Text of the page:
“And when you crush an apple with your teeth, say to it in your heart:
Your seeds shall live in my body,
And the buds of your tomorrow shall blossom in my heart,
And your fragrance shall be my breath,
And together we shall rejoice through all the seasons.”
― Kahlil Gibran
So, it snowed last night in Kansas City. In May. It was actually quite beautiful, the new green leaves shaking off the rapidly accumulating snow. I thought the trees looked like teenagers, offended that they were cold but not quite willing to do anything about it. I know. these late snowfalls are harmful to the new growth, but really, I'm sure you can imagine what I mean.
My response to unexpected cold weather is predictable. I make soup. I'd already been planning to make french onion soup last night, the snow just made it all the more appropriate.
I love french onion soup, it's my go-to choice in many restaurants. I'd never made it before and decided this would be a good time, since soon it will be too warm for the long cooking process and, besides, I had some great beef stock in the freezer.
I used the recipe in Julia Child's classic, Mastering the Art of French Cooking. It's clear, simple and really, really good. Because this is a story blog as well as a food blog, I will add that my copy of Mastering the Art of French Cooking came from my mother-in-law, who loved to cook and collected cookbooks as avidly as I do. I don't know if she used this volume, it's unstained, but I'm rapidly fixing that problem.
I sliced a pound-and-a-half of onions (about 5) in my food processor. Doing this by hand would have been horrendous, I'm sure I would have used every tissue in the house. I then cooked them over low heat in 3T butter and 1T olive oil, in a large, covered, heavy-bottomed pot. They were wilted after 15 minutes, then I added 1t salt and 1/4t sugar (this helps with caramelizing).
I stirred the pot every 3-5 minutes, over medium heat, uncovered. After about 45 minutes they were a lovely golden brown.
I added 3T flour and stirred continually for 3 minutes, thus making a roux rich with onions.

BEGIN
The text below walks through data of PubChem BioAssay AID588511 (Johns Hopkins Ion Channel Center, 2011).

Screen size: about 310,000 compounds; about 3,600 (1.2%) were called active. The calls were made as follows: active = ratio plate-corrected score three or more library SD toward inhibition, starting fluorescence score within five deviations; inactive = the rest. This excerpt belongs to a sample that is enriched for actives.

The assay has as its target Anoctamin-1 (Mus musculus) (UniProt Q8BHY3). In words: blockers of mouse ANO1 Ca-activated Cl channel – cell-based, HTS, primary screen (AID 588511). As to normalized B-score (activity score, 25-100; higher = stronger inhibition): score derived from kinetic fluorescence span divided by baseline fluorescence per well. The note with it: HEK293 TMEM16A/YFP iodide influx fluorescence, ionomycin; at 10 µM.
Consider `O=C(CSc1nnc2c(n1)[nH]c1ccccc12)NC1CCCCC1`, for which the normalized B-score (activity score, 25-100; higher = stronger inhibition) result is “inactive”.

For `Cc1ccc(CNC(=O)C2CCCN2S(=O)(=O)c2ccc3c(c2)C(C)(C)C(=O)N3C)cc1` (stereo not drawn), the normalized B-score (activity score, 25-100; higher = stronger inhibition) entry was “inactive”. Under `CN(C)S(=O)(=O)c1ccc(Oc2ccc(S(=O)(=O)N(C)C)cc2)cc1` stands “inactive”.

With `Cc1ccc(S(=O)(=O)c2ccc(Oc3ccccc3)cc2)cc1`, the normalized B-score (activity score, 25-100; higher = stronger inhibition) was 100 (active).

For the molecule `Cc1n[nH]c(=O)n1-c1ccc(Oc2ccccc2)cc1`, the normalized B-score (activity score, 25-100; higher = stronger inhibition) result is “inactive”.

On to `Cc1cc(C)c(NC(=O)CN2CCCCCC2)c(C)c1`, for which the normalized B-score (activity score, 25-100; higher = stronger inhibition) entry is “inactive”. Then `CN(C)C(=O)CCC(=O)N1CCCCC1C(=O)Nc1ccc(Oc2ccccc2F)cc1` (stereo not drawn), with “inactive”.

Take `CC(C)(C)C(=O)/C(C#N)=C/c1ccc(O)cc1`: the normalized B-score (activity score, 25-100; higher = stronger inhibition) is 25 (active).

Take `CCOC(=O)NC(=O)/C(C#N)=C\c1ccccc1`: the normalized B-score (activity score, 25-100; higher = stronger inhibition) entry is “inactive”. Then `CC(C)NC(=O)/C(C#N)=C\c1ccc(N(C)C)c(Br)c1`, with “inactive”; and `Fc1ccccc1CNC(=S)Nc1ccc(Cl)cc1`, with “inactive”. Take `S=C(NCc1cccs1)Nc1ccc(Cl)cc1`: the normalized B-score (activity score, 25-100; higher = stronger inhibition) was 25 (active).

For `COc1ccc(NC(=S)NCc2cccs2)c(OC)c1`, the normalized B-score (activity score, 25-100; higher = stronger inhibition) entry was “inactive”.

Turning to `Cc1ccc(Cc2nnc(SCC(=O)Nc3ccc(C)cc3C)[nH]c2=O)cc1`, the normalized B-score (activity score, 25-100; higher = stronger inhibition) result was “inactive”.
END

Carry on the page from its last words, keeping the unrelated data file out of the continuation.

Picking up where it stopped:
I removed the pot from the heat and poured in 2 quarts of simmering beef stock and added 1/2 cup dry white vermouth. I put it back on a low light, stirred as it came to a simmer, partially covered and let it cook for about 30 minutes. I stirred it from time to time, adding salt and quite a bit of freshly ground black pepper.
As the soup was cooking, I sliced 1/2" rounds of baguette and toasted them in a 325 oven. At 15 minutes I brushed both sides with olive oil. At 30 minutes I pulled them from the oven, rubbed each side with a cut clove of garlic and put some grated jarlsberg cheese on top. Jarlsberg was what I had in the house and seemed like a close enough substitute, though perhaps this makes it Alsatian onion soup. I put the bread back under a broiler for a few minutes until it was melted and toasty.
As the cheese melted I added 3T brandy (aka cognac) to the soup, stirred, and removed it from the heat.
Once the cheesy bread was done I put a slice in each bowl, topped with soup and served.
It was really, really good. I have to add, I'm feeling really good about the fact that it was so homemade, since I'd made the broth last time I had beef bones. Next time I may make the bread as well.
The whole process took about 3 hours. I'd urge you to try it, some cold, snowy day.